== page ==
Pull Planning is the lean way to plan for the tightest schedule, least down time, smallest crews, all leading to a less expensive project.
Imagine you haven’t pull planned and you estimate that a segment of scope will take 3 weeks to complete, but in reality took 7 days. Because of the lack of planning, the next subcontractor doesn’t have their team lined up to start for another 6 days. That’s 6 days of lost time for a simple lack of planning.
When pull planning it’s important to make sure that every stakeholder has a say in the plan. Don’t speak for your partners and trade contractors. Let them commit to their time frames. Let them discuss their causes of variances, and let them be accountable for their faults and delays.
Tighter Schedules: By breaking down the schedule into smaller tasks, allowing each contractors or stakeholder to provide input. With accurate input from the men and women actually performing the work, we can plan for accurate durations. When we know when a task is set to be completed, we have the next set of crews and materials ready to step up. Leading us to….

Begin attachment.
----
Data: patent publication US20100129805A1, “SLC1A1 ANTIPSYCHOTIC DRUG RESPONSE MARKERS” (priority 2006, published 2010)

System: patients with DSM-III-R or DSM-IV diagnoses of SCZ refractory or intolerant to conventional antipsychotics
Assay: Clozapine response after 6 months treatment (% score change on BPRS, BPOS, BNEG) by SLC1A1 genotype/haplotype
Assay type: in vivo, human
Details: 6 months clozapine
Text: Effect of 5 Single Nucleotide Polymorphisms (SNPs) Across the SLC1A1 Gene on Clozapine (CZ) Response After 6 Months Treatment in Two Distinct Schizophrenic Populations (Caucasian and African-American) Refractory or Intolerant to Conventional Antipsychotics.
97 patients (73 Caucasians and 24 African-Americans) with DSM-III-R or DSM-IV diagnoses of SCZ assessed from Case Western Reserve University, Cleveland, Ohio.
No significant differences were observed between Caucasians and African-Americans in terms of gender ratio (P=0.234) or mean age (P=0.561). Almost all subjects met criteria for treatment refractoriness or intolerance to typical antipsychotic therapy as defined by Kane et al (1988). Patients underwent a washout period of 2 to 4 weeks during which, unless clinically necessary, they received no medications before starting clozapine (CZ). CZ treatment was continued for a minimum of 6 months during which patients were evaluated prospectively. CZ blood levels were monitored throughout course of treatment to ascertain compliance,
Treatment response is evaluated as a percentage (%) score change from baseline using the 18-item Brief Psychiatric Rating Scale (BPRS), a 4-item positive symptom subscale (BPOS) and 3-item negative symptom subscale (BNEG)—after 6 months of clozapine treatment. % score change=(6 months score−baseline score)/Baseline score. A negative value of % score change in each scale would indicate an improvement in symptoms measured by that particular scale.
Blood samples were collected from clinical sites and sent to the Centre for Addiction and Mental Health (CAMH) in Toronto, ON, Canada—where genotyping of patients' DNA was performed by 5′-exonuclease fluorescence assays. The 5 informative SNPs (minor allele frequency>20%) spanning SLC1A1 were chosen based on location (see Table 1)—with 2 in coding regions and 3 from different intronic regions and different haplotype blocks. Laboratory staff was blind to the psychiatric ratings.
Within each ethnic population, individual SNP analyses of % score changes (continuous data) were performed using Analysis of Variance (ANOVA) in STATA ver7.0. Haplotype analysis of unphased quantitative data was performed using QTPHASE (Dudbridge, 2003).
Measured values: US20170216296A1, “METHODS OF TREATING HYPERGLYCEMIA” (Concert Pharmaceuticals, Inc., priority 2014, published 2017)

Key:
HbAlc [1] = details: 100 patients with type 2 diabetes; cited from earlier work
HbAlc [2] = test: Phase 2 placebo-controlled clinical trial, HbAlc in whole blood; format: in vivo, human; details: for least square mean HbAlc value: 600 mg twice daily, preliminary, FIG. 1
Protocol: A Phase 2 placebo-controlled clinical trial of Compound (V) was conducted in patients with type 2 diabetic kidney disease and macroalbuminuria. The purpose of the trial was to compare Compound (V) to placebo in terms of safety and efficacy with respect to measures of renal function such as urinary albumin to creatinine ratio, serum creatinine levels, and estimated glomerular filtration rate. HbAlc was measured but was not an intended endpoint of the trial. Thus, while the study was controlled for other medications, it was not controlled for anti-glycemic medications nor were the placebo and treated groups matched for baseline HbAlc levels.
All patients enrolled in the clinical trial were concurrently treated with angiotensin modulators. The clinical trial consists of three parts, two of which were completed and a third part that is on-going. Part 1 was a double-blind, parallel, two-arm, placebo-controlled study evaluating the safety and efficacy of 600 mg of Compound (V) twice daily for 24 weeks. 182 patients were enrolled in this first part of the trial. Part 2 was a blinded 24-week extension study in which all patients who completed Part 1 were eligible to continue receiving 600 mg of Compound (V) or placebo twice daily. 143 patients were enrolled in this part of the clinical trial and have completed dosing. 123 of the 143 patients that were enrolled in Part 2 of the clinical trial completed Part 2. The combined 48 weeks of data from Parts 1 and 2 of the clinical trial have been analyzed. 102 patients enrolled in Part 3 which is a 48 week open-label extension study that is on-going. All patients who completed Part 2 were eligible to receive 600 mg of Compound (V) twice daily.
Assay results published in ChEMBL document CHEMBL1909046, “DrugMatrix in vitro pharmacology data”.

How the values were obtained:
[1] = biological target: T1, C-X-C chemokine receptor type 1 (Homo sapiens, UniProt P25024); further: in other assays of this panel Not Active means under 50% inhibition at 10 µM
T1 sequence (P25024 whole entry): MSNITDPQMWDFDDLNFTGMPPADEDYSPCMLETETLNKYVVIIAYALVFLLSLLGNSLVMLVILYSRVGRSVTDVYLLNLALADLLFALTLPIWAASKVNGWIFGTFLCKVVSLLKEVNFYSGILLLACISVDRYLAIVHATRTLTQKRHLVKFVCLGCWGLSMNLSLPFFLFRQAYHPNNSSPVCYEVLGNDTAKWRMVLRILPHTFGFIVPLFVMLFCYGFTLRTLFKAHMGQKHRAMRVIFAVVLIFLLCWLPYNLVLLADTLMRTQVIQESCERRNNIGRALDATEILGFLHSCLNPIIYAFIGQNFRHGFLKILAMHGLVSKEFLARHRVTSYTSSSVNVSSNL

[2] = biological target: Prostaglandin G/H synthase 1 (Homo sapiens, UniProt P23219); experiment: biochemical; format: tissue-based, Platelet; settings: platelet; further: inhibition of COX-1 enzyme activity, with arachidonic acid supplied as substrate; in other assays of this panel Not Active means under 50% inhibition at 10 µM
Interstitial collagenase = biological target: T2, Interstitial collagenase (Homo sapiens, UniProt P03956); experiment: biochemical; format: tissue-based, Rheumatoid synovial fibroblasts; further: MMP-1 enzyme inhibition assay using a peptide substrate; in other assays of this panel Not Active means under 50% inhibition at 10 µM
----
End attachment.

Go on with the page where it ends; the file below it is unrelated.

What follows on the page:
Less Down Time: Imagine a well tuned scheduling machine, where when one crew is done, the next is right behind them ready to start. Materials can be delivered just in time too. Each predecessor activity triggers the next one to start.
Smallest Crews: When we have well defined tasks and well defined timelines, we can plan our crews to the exact amount of people we need. The smaller the crews required for a given task, the less overhead, the less payroll when there happens to be down time.
- Smaller crews = smaller overhead
- Less down time = less unproductive crews = less payroll without progress
- Tighter schedules = shorter overall duration = less overall expense (T&M)
There’s lots of benefits of a last planner system and pulling activities to get the most accurate schedule you can.
We’re almost to the end of Lean Mean Machine May. I’ll be finishing the month out with a pull planning webinar and an example of how to pull plan your schedule.